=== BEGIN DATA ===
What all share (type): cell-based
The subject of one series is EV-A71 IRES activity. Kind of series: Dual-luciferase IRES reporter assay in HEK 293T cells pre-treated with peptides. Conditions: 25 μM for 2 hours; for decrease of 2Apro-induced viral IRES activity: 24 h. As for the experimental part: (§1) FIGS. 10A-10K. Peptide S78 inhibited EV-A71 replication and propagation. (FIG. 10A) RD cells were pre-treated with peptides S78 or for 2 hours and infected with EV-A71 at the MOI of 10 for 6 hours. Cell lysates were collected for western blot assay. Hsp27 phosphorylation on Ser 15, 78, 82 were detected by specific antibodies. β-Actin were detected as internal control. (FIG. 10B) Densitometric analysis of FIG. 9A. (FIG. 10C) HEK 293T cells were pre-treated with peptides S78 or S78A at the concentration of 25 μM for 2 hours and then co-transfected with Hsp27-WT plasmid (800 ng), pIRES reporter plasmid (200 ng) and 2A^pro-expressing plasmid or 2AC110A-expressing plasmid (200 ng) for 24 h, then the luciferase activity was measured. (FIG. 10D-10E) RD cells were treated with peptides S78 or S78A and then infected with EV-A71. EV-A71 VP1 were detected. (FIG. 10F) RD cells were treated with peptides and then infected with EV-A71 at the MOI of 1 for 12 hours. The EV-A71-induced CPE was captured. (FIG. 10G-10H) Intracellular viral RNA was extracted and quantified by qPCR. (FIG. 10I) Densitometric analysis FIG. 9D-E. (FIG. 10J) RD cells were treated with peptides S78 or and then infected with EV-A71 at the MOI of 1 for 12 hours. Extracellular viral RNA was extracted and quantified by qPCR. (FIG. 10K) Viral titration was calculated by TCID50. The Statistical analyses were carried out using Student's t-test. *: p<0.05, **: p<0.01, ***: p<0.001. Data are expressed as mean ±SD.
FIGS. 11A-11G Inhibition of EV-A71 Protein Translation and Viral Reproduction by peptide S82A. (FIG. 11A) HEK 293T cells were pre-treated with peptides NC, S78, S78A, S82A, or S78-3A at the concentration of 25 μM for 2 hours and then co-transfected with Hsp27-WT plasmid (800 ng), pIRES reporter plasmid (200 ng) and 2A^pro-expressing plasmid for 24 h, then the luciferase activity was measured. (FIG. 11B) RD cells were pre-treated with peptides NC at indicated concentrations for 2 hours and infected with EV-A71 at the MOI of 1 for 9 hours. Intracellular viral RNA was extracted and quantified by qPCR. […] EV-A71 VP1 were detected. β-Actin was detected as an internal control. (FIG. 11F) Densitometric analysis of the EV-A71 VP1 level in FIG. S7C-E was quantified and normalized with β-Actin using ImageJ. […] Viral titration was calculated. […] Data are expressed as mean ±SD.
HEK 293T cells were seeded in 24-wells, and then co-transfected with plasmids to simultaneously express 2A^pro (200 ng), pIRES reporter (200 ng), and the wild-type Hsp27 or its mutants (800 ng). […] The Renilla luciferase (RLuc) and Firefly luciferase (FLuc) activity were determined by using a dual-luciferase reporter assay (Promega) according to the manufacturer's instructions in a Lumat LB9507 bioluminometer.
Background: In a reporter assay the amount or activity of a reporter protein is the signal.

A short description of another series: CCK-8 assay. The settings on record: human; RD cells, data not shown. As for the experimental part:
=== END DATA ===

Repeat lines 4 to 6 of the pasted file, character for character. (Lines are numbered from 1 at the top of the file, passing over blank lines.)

HEK 293T cells were seeded in 24-wells, and then co-transfected with plasmids to simultaneously express 2A^pro (200 ng), pIRES reporter (200 ng), and the wild-type Hsp27 or its mutants (800 ng). […] The Renilla luciferase (RLuc) and Firefly luciferase (FLuc) activity were determined by using a dual-luciferase reporter assay (Promega) according to the manufacturer's instructions in a Lumat LB9507 bioluminometer.
Background: In a reporter assay the amount or activity of a reporter protein is the signal.

A short description of another series: CCK-8 assay. The settings on record: human; RD cells, data not shown. As for the experimental part: